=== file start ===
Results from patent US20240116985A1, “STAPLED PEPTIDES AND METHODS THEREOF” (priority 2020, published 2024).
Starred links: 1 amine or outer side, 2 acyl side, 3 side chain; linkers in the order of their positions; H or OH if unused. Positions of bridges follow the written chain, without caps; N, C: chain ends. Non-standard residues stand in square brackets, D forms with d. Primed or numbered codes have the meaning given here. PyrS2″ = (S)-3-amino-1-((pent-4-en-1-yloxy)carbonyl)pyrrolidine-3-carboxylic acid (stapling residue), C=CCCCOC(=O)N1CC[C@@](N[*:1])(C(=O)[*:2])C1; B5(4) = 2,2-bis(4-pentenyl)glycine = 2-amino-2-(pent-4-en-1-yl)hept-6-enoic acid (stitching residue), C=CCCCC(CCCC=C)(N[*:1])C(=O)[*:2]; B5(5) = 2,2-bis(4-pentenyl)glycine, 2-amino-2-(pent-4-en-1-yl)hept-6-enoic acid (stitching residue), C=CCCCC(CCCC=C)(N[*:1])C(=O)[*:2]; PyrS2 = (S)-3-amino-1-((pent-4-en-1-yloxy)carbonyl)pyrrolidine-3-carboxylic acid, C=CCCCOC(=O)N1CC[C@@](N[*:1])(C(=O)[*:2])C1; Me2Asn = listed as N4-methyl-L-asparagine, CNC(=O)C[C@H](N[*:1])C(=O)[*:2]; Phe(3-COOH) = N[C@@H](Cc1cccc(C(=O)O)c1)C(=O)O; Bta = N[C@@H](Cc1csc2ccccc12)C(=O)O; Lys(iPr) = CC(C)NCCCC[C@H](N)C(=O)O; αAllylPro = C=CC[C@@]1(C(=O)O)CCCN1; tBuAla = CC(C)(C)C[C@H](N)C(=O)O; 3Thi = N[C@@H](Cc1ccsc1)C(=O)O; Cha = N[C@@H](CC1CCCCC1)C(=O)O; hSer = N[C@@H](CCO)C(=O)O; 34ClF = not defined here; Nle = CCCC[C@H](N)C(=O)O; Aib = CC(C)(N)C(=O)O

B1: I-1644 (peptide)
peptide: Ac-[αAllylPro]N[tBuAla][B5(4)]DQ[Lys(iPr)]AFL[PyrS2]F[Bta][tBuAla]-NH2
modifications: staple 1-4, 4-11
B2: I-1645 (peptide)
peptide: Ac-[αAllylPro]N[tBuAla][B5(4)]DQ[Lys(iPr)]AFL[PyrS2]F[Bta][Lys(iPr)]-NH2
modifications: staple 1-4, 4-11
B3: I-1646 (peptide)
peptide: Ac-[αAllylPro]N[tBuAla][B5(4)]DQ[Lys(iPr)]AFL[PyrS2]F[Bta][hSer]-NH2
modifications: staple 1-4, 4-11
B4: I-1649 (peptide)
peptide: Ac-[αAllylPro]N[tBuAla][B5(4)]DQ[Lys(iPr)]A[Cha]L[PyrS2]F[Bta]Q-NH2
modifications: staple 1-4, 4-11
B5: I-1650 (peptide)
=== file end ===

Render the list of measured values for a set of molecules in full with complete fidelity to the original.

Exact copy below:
Results from patent US20240116985A1, “STAPLED PEPTIDES AND METHODS THEREOF” (priority 2020, published 2024).
Starred links: 1 amine or outer side, 2 acyl side, 3 side chain; linkers in the order of their positions; H or OH if unused. Positions of bridges follow the written chain, without caps; N, C: chain ends. Non-standard residues stand in square brackets, D forms with d. Primed or numbered codes have the meaning given here. PyrS2″ = (S)-3-amino-1-((pent-4-en-1-yloxy)carbonyl)pyrrolidine-3-carboxylic acid (stapling residue), C=CCCCOC(=O)N1CC[C@@](N[*:1])(C(=O)[*:2])C1; B5(4) = 2,2-bis(4-pentenyl)glycine = 2-amino-2-(pent-4-en-1-yl)hept-6-enoic acid (stitching residue), C=CCCCC(CCCC=C)(N[*:1])C(=O)[*:2]; B5(5) = 2,2-bis(4-pentenyl)glycine, 2-amino-2-(pent-4-en-1-yl)hept-6-enoic acid (stitching residue), C=CCCCC(CCCC=C)(N[*:1])C(=O)[*:2]; PyrS2 = (S)-3-amino-1-((pent-4-en-1-yloxy)carbonyl)pyrrolidine-3-carboxylic acid, C=CCCCOC(=O)N1CC[C@@](N[*:1])(C(=O)[*:2])C1; Me2Asn = listed as N4-methyl-L-asparagine, CNC(=O)C[C@H](N[*:1])C(=O)[*:2]; Phe(3-COOH) = N[C@@H](Cc1cccc(C(=O)O)c1)C(=O)O; Bta = N[C@@H](Cc1csc2ccccc12)C(=O)O; Lys(iPr) = CC(C)NCCCC[C@H](N)C(=O)O; αAllylPro = C=CC[C@@]1(C(=O)O)CCCN1; tBuAla = CC(C)(C)C[C@H](N)C(=O)O; 3Thi = N[C@@H](Cc1ccsc1)C(=O)O; Cha = N[C@@H](CC1CCCCC1)C(=O)O; hSer = N[C@@H](CCO)C(=O)O; 34ClF = not defined here; Nle = CCCC[C@H](N)C(=O)O; Aib = CC(C)(N)C(=O)O

B1: I-1644 (peptide)
peptide: Ac-[αAllylPro]N[tBuAla][B5(4)]DQ[Lys(iPr)]AFL[PyrS2]F[Bta][tBuAla]-NH2
modifications: staple 1-4, 4-11
B2: I-1645 (peptide)
peptide: Ac-[αAllylPro]N[tBuAla][B5(4)]DQ[Lys(iPr)]AFL[PyrS2]F[Bta][Lys(iPr)]-NH2
modifications: staple 1-4, 4-11
B3: I-1646 (peptide)
peptide: Ac-[αAllylPro]N[tBuAla][B5(4)]DQ[Lys(iPr)]AFL[PyrS2]F[Bta][hSer]-NH2
modifications: staple 1-4, 4-11
B4: I-1649 (peptide)
peptide: Ac-[αAllylPro]N[tBuAla][B5(4)]DQ[Lys(iPr)]A[Cha]L[PyrS2]F[Bta]Q-NH2
modifications: staple 1-4, 4-11
B5: I-1650 (peptide)